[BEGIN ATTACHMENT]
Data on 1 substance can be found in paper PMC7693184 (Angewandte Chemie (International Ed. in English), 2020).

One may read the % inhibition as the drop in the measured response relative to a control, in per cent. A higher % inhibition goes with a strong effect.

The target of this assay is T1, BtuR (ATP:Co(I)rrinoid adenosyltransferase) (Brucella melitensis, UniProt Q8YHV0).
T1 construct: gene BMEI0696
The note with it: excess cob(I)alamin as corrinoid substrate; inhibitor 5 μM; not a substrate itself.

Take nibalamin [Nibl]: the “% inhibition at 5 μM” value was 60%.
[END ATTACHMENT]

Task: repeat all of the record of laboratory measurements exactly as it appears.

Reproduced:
Data on 1 substance can be found in paper PMC7693184 (Angewandte Chemie (International Ed. in English), 2020).

One may read the % inhibition as the drop in the measured response relative to a control, in per cent. A higher % inhibition goes with a strong effect.

The target of this assay is T1, BtuR (ATP:Co(I)rrinoid adenosyltransferase) (Brucella melitensis, UniProt Q8YHV0).
T1 construct: gene BMEI0696
The note with it: excess cob(I)alamin as corrinoid substrate; inhibitor 5 μM; not a substrate itself.

Take nibalamin [Nibl]: the “% inhibition at 5 μM” value was 60%.